Smith also, at times, downscales to these tiny Jigging Rapalas for big walleyes, after replacing the belly treble with a larger #8 or #6 treble. Unlike the larger versions, these lures can be worked on 4-pound line, and they still circle and swim. Crappies love a tiny Jigging Rapala, but it's just one of few downsized lures that work well in winter for a variety of species.

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We have yet to meet a bladebait that won't take fish under the ice. Quite some time back, Reef Runner came out with a tiny 1/16-ounce version of their popular Cicada bladebait. It's a dynamite, if vastly overlooked, crappie, bluegill, trout, and walleye tool under the ice. With a length of only 3/4 of an inch, it puts out far more vibration than a much larger spoon on the lift. Yet, in a package that small, it appeals to big bluegills. Connect it with a Mustad Fly-Line Pin and drop it down. Use a swivel two feet up the line. Shake it, then lift it 8 to 10 inches. You can rip it, but a moderate lift seems to work better for bluegills, bass, and walleyes most of the time. Just pull it fast enough to feel the rod tip vibrate slightly, pause it, shake it, and let it drop on a controlled line. But drop the bottom out from beneath it sometimes, too. Even the smallest Cicada will glide off the vertical path in free fall, becoming a swimming bait. The lighter the line, the more it glides.

One of the most dynamic swim baits is the Salmo Chubby Darter. It displays a realistic, photo-image profile and swims with lifelike action. On the upstroke, the tail moves left to right, creating vibration. In free fall, the Mini Darter swims through an area 3 feet in diameter on 4- to 6-pound line.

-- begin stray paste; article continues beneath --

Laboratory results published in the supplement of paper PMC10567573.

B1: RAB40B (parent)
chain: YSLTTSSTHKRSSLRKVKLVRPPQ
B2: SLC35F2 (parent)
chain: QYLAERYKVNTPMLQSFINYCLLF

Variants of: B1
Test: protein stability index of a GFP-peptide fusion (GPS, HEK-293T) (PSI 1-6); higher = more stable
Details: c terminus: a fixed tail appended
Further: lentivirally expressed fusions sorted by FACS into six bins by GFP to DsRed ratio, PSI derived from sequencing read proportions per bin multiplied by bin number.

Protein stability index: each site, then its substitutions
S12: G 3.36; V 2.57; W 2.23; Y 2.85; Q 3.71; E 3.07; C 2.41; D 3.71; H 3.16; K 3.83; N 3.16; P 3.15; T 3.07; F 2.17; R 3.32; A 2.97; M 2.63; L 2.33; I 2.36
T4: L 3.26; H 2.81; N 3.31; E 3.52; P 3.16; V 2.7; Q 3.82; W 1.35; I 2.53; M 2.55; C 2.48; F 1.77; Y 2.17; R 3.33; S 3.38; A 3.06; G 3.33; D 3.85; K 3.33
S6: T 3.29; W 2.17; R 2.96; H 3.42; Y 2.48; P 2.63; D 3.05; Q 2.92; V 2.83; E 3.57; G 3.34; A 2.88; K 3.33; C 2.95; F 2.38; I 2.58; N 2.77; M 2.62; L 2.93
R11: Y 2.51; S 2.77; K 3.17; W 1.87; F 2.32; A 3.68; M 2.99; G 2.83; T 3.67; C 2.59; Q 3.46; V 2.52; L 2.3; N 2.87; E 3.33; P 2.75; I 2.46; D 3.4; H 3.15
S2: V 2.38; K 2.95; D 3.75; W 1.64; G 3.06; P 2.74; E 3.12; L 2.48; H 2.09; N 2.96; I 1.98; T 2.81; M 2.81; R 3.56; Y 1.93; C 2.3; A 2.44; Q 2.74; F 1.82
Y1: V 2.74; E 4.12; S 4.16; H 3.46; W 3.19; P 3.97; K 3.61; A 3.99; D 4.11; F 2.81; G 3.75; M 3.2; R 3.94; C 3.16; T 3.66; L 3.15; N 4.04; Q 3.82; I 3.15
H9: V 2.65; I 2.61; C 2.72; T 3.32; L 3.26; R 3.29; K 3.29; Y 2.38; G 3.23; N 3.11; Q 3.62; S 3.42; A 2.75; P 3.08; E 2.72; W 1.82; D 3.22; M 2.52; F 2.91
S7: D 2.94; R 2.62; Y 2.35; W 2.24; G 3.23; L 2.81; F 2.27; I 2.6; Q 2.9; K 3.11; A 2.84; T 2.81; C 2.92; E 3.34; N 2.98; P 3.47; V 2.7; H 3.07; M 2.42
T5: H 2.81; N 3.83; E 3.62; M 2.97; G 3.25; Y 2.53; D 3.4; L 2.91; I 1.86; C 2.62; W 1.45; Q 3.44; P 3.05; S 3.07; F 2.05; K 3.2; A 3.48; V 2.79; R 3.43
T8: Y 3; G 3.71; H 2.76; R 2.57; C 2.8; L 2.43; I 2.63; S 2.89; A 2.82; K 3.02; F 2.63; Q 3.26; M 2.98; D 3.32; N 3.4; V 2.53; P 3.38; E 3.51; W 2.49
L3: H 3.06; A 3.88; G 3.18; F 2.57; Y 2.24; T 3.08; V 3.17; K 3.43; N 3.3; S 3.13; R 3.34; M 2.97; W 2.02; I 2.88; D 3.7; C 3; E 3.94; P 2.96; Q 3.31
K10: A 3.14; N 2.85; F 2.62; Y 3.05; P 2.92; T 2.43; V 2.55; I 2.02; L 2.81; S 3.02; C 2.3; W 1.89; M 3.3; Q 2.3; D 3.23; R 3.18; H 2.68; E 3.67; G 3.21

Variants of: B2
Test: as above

That circle gets smaller in deeper water, as the lure has to fight the weight and length of the line to glide. The thinner the line, the better it glides in deep water. It sails off in the direction the nose is pointing when you let go. On the fall, the bait settles with a realistic baitfish body motion back into place directly below the hole. Walleyes, pike, crappies, and bass love Chubby Darters, but all tend to hit them at different points in the retrieve or after varying lengths of pause.

A small lure designed for vertical presentation is a versatile tool. In winter, when the metabolism of fish slows down, even giant specimens will key on small forage items -- especially during times of stress or cycles of inactivity. A small lure could produce a perch, a pike, a smallmouth, a trout -- who knows what's coming out of the hole. Scale back with active presentations this winter for better mixed-bag fishing.